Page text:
Spatial regulation of cell differentiation in embryos can be provided by morphogen gradients, which are defined as the concentration fields of molecules that control gene expression. For example, a cell can use its surface receptors to measure the local concentration of an extracellular ligand and convert this information into a corresponding change in its transcriptional state. We characterize the time needed to establish a steady-state gradient in problems with diffusion and degradation of locally produced chemical signals. A relaxation function is introduced to describe how the morphogen concentration profile approaches its steady state. This function is used to obtain a local accumulation time that provides a time scale that characterizes relaxation to steady state at an arbitrary position within the patterned field. To illustrate the approach we derive local accumulation times for a number of commonly used models of morphogen gradient formation.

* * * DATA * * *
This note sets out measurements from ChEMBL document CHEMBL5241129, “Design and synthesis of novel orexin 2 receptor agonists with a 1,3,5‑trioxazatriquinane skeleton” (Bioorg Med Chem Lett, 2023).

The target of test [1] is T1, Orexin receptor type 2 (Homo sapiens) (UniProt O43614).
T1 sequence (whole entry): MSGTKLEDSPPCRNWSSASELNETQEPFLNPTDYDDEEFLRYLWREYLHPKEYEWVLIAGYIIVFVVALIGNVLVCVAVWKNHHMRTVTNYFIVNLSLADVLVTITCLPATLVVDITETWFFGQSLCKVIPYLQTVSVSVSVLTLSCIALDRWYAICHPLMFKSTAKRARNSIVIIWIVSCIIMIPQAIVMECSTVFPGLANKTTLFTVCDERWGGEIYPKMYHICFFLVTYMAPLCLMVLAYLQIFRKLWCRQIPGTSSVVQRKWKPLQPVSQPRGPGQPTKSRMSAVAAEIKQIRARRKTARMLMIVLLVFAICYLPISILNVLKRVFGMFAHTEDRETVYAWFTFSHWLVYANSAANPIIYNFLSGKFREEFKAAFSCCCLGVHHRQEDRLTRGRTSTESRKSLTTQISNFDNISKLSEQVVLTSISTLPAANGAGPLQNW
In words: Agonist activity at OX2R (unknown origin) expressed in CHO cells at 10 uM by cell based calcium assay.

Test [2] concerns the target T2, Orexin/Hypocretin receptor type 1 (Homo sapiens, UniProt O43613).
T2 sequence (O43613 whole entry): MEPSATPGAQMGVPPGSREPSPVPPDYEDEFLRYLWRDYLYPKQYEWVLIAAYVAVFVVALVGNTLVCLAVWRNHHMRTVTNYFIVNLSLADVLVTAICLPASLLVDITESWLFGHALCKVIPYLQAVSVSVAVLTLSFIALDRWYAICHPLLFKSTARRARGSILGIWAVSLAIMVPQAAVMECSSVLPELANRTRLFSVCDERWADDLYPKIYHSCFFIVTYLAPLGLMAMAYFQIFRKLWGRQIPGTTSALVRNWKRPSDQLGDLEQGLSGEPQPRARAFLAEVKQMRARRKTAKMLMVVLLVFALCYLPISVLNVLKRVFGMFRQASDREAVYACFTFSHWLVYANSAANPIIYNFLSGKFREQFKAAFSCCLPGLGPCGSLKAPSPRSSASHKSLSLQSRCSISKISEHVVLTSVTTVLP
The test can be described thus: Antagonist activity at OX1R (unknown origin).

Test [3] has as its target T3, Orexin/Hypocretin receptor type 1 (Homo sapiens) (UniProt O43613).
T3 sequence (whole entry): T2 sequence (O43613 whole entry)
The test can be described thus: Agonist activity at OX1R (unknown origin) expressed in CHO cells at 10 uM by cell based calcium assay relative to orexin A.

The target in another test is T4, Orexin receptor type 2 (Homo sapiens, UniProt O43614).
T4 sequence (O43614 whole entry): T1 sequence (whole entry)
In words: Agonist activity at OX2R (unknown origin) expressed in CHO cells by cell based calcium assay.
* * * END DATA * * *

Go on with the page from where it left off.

|Original language||English (US)|
|Journal||Physical Review E - Statistical, Nonlinear, and Soft Matter Physics|
|State||Published - May 6 2011|
All Science Journal Classification (ASJC) codes
- Statistical and Nonlinear Physics
- Statistics and Probability
- Condensed Matter Physics